Category Archives: sewing

The Ol’ Bag Lady Has Dinner in the Bag

 

New readers may not know that I am fondly called The Ol’ Bag Lady” by my husband.  Sometimes, he shortens it to just “Ol’ Bag.”  He may or may not be referring to my attitude, but certainly he is referring to my love for bags to organize my life.

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For years (OK, I have to admit, I should use the term decades here), I’ve sewn drawstring bags to organize toys at home, in the car and to use as gift bags for toys I give away.

 

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An organizing series I wrote a few years back was called Flying Frantic, which describes the lives of most women.  We have more people, projects and personal goals than we know what to do with.  The post on using tote bags to organize your life according to commitments was popular. I have one bag for church, one bag for homeschool coop and one bag of special things for my daughter in the car.

This Ol’ Bag Lady has found one more way to organize using bags – this time in the kitchen.

There are amazing women  who cook a month of meals at a time and throw them in the freezer.  Sounds like a great idea, but my family is not particularly fond of food that has been frozen.

“The noodles are mushy.”

“The hamburger tastes funny.”

And those were just my complaints.   I know, picky, picky, but there is nothing like a freshly cooked meal.  It’s just another thing to fit in a busy life. It’s easier to dream than do.

There are other amazing women who plan a week of meals and shop according to their meal plan.  I stand in awe.

Then, there are women like me.  I shop with a list and still forget items. The week I plan the entire menu is the week my husband ends up traveling out of town.  I grocery shop, but am too tired to cook dinner. I am embarrassed to admit how many days 4pm rolls around, or 5pm, and I’m slapping my forehead thinking, “UGH! Why do people in this house need to eat dinner every. single. night?”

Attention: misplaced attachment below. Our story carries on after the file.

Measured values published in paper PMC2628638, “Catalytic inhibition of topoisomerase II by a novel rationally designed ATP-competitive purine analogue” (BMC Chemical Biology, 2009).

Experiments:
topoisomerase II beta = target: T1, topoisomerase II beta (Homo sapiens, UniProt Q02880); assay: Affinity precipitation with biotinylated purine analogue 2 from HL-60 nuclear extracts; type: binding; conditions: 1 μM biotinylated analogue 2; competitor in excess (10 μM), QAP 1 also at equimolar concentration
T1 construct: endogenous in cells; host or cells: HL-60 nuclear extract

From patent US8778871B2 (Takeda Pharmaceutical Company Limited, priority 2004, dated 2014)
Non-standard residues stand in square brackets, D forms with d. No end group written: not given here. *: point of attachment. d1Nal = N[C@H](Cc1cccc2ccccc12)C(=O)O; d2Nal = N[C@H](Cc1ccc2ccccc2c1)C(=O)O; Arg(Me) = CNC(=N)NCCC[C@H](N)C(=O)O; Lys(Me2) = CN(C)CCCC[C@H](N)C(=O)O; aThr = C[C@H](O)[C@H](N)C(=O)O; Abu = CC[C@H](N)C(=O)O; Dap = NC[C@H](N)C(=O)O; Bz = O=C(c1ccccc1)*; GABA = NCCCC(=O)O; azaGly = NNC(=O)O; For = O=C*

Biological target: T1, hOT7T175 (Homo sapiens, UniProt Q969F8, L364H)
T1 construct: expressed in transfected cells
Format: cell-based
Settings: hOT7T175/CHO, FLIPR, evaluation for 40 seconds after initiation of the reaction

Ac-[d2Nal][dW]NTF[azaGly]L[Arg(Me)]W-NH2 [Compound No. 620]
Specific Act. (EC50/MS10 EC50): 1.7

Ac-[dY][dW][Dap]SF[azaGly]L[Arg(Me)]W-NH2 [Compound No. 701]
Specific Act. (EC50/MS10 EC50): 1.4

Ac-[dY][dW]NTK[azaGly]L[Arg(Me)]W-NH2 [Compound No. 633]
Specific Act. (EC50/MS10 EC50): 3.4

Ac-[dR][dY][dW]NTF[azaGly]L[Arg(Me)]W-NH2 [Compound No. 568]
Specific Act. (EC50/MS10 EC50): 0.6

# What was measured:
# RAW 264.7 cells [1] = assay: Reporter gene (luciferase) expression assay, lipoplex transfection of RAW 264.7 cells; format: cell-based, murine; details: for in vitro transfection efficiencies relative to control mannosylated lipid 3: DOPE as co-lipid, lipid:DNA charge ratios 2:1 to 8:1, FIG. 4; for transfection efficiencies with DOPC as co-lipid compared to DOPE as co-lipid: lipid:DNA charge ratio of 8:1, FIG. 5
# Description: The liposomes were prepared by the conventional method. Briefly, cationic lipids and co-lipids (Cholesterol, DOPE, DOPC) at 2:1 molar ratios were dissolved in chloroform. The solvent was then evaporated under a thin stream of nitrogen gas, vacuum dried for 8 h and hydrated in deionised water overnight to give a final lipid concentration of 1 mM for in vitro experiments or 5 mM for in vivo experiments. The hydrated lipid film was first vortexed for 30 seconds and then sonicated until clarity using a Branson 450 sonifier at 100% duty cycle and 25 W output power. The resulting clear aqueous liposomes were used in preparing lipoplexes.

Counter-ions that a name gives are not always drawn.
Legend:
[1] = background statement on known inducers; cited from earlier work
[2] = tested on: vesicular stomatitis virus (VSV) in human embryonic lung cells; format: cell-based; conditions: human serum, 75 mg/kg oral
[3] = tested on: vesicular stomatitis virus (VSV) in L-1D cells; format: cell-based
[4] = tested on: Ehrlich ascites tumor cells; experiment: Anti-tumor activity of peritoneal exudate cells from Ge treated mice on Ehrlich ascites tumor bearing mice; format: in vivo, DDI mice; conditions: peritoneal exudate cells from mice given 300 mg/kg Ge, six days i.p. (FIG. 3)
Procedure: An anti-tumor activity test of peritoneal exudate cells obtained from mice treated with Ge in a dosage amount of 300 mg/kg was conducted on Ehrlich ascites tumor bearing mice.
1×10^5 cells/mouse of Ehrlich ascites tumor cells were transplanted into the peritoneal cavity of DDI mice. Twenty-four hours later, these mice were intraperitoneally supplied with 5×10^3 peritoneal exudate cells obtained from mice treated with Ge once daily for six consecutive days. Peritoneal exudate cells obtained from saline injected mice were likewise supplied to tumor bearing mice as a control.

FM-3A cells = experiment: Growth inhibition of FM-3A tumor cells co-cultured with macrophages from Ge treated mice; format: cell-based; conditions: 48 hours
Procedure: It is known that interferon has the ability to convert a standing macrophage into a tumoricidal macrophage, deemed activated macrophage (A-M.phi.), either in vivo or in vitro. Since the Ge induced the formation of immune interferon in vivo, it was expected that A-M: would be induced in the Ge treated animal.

We have a few standby crock-pot recipes, but it never fails, I run to the pantry and find I am short one item. Or I discover somebody put the spice jar back in the drawer, but it was empty. GGRRReat!

That’s when I had my Light bulb moment.

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Yep, I have children.  My stapler never works correctly.  And I was lucky to find the black Sharpie in my junk drawer without stabbing myself with a rusty nail or box cutter.  Not Pinterest pretty, but Got ‘Er Dun pretty.

White Chicken Chili Bag

The ingredients for one meal were bagged with the recipe, the ingredients to be added highlighted in case anybody else wanted to make dinner. Anybody? Anybody?

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The only ingredients purchased and added to the stuff in the bag.

Mindy’s White Chicken Chili

Sauté until soft, about 5 min:

  • 1 tablespoon canola oil
  • 1 medium green pepper, minced
  • 1 large onion, chopped

Add and sauté another minute:

  • Kosher salt and freshly ground black pepper
  • 1 tablespoon ground cumin
  • 1 1/2 teaspoons ground coriander
  • 1 teaspoon chili powder

Add and simmer:

  • 4 cups low sodium chicken broth
  • 2 limes, juiced

Add:

  • 2 (14.5-ounce) cans white beans(drain, mash one slightly)
  • 1 rotisserie chicken, remove skin and shred meat

Although this is called “chili” it is more of a chicken and bean soup.  It is quick, easy and filling on a cold, rainy day, which is nearly every day during the winter in the Pacific Northwest. We serve with sour cream and grated cheese.

The other recipe  I bagged up for the pantry is the Southwest Roast.

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It’s one of the few recipes I have blogged, I’m not really a recipe kinda’ girl.

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The Southwest Roast with the Special Ingredient was another popular post because the recipe is simple and delicious.  You start is 24 hours ahead of time, so when you’re cleaning up dinner one night, you throw the ingredients for tomorrow’s dinner in the crock and go to bed. 

If you get a little organized with your family’s  favorite recipes, you can have dinner in the bag.

Making your home sing Mondays               WHWButton#2

Decked Out Like A Princess

Poor Princess Kate.

She went shopping after the baby was born and it was news. Wait, everything she does is news in England.

I went shopping last  week and nobody cared, except for the kids at home that were waiting for the toilet paper.